Between the call for ‘expressions of interest’ in October 2019 and the penning of this introduction in June 2020 the world changed. So too did the importance of this publication. The Black Lives Movement is riding a mounting wave of momentum, swollen by the tragic death of George Floyd. The author of the best-selling book series in history, J.K. Rowling is at the centre of a Twitter storm on transphobia. The world is still reeling from the Covid-19 pandemic that has significantly touched the lives of all, regardless of privilege. And, of course let us not forget the raging bushfires that engulfed Australia are testament that we are in the midst of a climate emergency.
Higher Education too is intimately involved in these issues. The governors of Oriel College, Oxford University have voted to remove the statue of the Cecil Rhodes, and large numbers of universities are moving towards decolonising their curricula. The sector regulator, the Office for Students found it necessary to issue a 51-page guidance document on free-speech, including on the subject of transphobia. Universities are engaged in a range of Covid-19-related activities, from advising governments on public health policy, undertaking research on vaccines, and not least pivoting the delivery of their own taught courses to either blended or wholly online provision. Finally, to date a double-digit number of universities have joined a growing community of public and private bodies that have declared a climate emergency.
This collection of papers is therefore both timely and keenly relevant for the sector. There is coverage of internal colonisation; the educational experience of trans, non-binary and gender diverse people; what your campus might say about sustainability; and strategic approaches to designing online courses from those who have been doing so for a significant number of years. But just because an issue is not currently under the spotlight does not mean that it is not deserving of our attention. Autistic students, estranged students, and care-leavers are given due coverage here too, as is the omnipresent subject of ‘class’. And what publication would be complete if it did not have a word to say on the experience of induction or the matter of assessment, in this instance feedback practices.
All of these thought-leadership pieces and evidence-informed case studies touch on important aspects of the hidden curriculum that are pervasive in higher education. I resisted the urge for a uniform definition of the concept and have instead left it to individual authors to decide the context of the hidden curriculum to their subject. But each of these pieces does have something in common one another; they all speak to unspoken or assumed rules and norms that should be examined and challenged. Incidentally the same is true of the aforementioned global events. The arguments put forward here are not intended as definitive solutions to all of these issues. But I do hope that they prove to be at the very least thought-provoking, and if you will allow me to be aspirational, action-provoking too. The implications of the hidden curriculum in higher education are far-reaching, but they are not exclusively detrimental and so there is reason to be optimistic as well as pragmatic.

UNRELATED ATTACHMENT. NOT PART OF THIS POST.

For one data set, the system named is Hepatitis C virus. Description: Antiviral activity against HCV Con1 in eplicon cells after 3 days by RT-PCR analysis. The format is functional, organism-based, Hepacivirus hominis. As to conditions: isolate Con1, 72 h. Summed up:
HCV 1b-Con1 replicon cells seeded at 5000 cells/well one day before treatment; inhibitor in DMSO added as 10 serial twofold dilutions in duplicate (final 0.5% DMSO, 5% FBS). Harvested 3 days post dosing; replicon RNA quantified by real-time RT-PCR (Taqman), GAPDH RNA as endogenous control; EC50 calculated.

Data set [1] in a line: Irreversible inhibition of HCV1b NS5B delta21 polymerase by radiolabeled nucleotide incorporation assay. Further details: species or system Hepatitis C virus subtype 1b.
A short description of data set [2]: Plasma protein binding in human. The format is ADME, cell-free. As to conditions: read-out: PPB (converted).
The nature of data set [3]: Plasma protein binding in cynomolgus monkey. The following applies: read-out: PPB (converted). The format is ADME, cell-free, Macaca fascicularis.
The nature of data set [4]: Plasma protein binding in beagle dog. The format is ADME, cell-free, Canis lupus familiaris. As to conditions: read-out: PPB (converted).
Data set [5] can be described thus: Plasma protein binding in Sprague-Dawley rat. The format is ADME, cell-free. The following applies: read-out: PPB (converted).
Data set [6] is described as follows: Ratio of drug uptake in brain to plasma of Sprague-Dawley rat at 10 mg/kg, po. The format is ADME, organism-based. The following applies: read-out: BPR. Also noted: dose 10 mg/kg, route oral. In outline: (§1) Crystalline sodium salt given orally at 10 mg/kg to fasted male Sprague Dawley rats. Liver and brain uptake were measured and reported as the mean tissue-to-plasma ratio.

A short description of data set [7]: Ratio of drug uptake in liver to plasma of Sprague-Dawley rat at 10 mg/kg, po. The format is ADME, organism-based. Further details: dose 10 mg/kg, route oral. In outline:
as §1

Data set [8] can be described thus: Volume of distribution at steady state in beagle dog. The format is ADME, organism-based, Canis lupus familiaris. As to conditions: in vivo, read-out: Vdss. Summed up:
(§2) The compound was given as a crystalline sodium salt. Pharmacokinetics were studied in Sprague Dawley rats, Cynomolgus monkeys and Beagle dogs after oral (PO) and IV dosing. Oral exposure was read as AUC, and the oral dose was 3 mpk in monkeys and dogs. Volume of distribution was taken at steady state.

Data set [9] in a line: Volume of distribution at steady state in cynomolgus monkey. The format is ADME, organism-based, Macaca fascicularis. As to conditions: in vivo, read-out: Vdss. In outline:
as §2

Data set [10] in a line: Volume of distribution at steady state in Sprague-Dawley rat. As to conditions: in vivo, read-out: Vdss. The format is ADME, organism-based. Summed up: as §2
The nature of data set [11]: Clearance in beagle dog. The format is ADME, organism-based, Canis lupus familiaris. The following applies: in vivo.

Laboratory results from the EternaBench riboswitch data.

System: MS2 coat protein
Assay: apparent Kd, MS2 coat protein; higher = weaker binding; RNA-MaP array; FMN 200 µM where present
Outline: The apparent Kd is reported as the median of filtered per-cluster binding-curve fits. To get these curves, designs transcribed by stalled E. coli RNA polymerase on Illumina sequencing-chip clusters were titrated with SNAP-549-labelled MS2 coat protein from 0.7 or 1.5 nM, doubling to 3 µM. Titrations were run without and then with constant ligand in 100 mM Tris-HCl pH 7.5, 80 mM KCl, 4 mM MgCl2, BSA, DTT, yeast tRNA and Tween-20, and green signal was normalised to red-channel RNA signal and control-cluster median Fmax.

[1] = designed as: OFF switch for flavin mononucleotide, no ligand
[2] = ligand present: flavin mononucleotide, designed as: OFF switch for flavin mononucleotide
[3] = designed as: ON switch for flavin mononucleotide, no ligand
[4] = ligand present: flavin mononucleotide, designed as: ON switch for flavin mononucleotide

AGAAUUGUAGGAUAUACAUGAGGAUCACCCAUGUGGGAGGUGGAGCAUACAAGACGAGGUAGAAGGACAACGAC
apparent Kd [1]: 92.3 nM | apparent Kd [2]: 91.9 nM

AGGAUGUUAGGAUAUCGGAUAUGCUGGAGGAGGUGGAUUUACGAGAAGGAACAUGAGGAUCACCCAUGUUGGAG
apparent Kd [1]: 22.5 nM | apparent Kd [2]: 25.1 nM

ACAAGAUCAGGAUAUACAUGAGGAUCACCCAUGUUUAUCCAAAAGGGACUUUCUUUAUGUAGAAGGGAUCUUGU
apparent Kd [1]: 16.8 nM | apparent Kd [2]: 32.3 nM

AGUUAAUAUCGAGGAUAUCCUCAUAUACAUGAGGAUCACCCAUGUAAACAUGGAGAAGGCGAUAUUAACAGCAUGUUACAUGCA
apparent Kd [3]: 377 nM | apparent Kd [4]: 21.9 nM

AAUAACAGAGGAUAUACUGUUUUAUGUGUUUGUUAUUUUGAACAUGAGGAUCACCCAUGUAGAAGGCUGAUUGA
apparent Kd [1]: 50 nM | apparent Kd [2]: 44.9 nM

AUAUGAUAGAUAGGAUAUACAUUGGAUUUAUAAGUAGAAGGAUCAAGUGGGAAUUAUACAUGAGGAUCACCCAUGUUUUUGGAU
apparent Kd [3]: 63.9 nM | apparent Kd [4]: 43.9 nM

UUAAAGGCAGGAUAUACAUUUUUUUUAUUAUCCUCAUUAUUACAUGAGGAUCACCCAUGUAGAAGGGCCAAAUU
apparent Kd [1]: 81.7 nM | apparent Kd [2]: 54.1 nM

The only tenet shared by every student in higher education is the curriculum, and so we should all relish and cherish our responsibility to nurture it.
The full report is available to Advance HE members: The Hidden Curriculum of Higher Education
Tim Hinchcliffe, June 2020
Further reading: If you are interested in reading more generally on the subject, then I have included a short bibliography below that sparked my initial interest in the area.
Cotton, D, Winter, J, & Bailey, I, 2013, ‘Researching the hidden curriculum: intentional and unintended messages’, Journal of Geography in Higher Education, vol. 37 no. 2, pp. 192–203.
Margolis, E, 2002, The Hidden Curriculum in Higher Education, Routledge.
Sambell, K, & McDowell, L., 1998, ‘The Construction of the Hidden Curriculum: messages and meanings in the assessment of student learning’, Assessment & Evaluation in Higher Education, vol. 23, no. 4, pp. 391–402.
Semper, J & Blasco, M, 2018, ‘Revealing the Hidden Curriculum in Higher Education’, Studies in Philosophy & Education, vol. 37, no. 5, pp. 481–498.
Snyder, B, 1970, The Hidden Curriculum, MIT press.